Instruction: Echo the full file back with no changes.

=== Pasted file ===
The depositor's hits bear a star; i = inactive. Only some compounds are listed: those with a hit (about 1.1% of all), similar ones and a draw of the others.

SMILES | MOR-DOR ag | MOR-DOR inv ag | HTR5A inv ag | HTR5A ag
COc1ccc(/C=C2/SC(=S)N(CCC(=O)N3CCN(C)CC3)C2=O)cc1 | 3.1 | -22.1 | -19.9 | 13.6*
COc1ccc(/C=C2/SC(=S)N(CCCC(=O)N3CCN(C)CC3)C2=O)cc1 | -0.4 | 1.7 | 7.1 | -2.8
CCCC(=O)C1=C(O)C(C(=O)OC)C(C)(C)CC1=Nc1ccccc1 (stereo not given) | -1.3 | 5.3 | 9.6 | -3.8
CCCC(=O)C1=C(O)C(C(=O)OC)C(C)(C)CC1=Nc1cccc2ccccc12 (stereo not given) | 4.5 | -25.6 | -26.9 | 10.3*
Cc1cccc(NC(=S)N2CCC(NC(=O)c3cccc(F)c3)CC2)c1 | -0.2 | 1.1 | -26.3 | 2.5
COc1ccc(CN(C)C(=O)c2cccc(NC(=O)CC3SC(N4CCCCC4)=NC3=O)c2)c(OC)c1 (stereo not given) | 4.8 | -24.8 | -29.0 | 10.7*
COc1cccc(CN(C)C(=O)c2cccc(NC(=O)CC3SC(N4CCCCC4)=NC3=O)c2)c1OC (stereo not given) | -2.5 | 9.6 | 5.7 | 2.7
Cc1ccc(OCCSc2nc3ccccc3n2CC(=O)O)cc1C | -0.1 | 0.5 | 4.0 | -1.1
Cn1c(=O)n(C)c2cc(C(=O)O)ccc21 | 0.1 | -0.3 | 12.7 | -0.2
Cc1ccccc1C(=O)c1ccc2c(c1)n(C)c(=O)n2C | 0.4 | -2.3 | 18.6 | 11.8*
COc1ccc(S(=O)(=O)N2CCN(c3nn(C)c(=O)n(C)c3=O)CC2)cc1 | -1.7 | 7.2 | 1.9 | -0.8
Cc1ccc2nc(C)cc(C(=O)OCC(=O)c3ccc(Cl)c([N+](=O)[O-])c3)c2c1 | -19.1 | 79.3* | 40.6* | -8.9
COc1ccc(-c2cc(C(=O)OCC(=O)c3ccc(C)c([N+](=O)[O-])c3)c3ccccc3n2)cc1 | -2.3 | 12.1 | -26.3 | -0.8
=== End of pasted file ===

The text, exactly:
The depositor's hits bear a star; i = inactive. Only some compounds are listed: those with a hit (about 1.1% of all), similar ones and a draw of the others.

SMILES | MOR-DOR ag | MOR-DOR inv ag | HTR5A inv ag | HTR5A ag
COc1ccc(/C=C2/SC(=S)N(CCC(=O)N3CCN(C)CC3)C2=O)cc1 | 3.1 | -22.1 | -19.9 | 13.6*
COc1ccc(/C=C2/SC(=S)N(CCCC(=O)N3CCN(C)CC3)C2=O)cc1 | -0.4 | 1.7 | 7.1 | -2.8
CCCC(=O)C1=C(O)C(C(=O)OC)C(C)(C)CC1=Nc1ccccc1 (stereo not given) | -1.3 | 5.3 | 9.6 | -3.8
CCCC(=O)C1=C(O)C(C(=O)OC)C(C)(C)CC1=Nc1cccc2ccccc12 (stereo not given) | 4.5 | -25.6 | -26.9 | 10.3*
Cc1cccc(NC(=S)N2CCC(NC(=O)c3cccc(F)c3)CC2)c1 | -0.2 | 1.1 | -26.3 | 2.5
COc1ccc(CN(C)C(=O)c2cccc(NC(=O)CC3SC(N4CCCCC4)=NC3=O)c2)c(OC)c1 (stereo not given) | 4.8 | -24.8 | -29.0 | 10.7*
COc1cccc(CN(C)C(=O)c2cccc(NC(=O)CC3SC(N4CCCCC4)=NC3=O)c2)c1OC (stereo not given) | -2.5 | 9.6 | 5.7 | 2.7
Cc1ccc(OCCSc2nc3ccccc3n2CC(=O)O)cc1C | -0.1 | 0.5 | 4.0 | -1.1
Cn1c(=O)n(C)c2cc(C(=O)O)ccc21 | 0.1 | -0.3 | 12.7 | -0.2
Cc1ccccc1C(=O)c1ccc2c(c1)n(C)c(=O)n2C | 0.4 | -2.3 | 18.6 | 11.8*
COc1ccc(S(=O)(=O)N2CCN(c3nn(C)c(=O)n(C)c3=O)CC2)cc1 | -1.7 | 7.2 | 1.9 | -0.8
Cc1ccc2nc(C)cc(C(=O)OCC(=O)c3ccc(Cl)c([N+](=O)[O-])c3)c2c1 | -19.1 | 79.3* | 40.6* | -8.9
COc1ccc(-c2cc(C(=O)OCC(=O)c3ccc(C)c([N+](=O)[O-])c3)c3ccccc3n2)cc1 | -2.3 | 12.1 | -26.3 | -0.8